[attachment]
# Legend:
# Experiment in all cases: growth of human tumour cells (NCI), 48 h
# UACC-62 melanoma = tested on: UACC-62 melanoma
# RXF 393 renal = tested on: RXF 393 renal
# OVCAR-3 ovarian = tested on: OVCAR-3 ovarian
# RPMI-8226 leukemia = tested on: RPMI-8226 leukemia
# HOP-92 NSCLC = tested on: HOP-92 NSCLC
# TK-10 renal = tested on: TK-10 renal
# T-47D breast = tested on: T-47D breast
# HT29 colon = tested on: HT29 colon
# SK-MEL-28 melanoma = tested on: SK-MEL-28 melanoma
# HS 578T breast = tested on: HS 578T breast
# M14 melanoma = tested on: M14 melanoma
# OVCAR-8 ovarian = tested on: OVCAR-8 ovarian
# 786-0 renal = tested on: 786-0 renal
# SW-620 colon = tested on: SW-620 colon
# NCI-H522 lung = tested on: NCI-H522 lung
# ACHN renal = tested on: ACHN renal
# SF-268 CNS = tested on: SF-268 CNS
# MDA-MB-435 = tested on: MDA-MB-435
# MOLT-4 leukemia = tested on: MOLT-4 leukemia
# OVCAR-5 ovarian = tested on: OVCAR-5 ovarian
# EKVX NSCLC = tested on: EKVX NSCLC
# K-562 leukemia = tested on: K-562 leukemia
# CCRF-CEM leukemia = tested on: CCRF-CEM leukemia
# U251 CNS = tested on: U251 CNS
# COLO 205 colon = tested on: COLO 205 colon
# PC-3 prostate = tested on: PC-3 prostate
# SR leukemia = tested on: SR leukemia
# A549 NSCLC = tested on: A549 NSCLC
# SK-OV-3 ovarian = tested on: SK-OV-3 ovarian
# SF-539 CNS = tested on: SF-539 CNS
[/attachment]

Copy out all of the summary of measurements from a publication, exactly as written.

# Legend:
# Experiment in all cases: growth of human tumour cells (NCI), 48 h
# UACC-62 melanoma = tested on: UACC-62 melanoma
# RXF 393 renal = tested on: RXF 393 renal
# OVCAR-3 ovarian = tested on: OVCAR-3 ovarian
# RPMI-8226 leukemia = tested on: RPMI-8226 leukemia
# HOP-92 NSCLC = tested on: HOP-92 NSCLC
# TK-10 renal = tested on: TK-10 renal
# T-47D breast = tested on: T-47D breast
# HT29 colon = tested on: HT29 colon
# SK-MEL-28 melanoma = tested on: SK-MEL-28 melanoma
# HS 578T breast = tested on: HS 578T breast
# M14 melanoma = tested on: M14 melanoma
# OVCAR-8 ovarian = tested on: OVCAR-8 ovarian
# 786-0 renal = tested on: 786-0 renal
# SW-620 colon = tested on: SW-620 colon
# NCI-H522 lung = tested on: NCI-H522 lung
# ACHN renal = tested on: ACHN renal
# SF-268 CNS = tested on: SF-268 CNS
# MDA-MB-435 = tested on: MDA-MB-435
# MOLT-4 leukemia = tested on: MOLT-4 leukemia
# OVCAR-5 ovarian = tested on: OVCAR-5 ovarian
# EKVX NSCLC = tested on: EKVX NSCLC
# K-562 leukemia = tested on: K-562 leukemia
# CCRF-CEM leukemia = tested on: CCRF-CEM leukemia
# U251 CNS = tested on: U251 CNS
# COLO 205 colon = tested on: COLO 205 colon
# PC-3 prostate = tested on: PC-3 prostate
# SR leukemia = tested on: SR leukemia
# A549 NSCLC = tested on: A549 NSCLC
# SK-OV-3 ovarian = tested on: SK-OV-3 ovarian
# SF-539 CNS = tested on: SF-539 CNS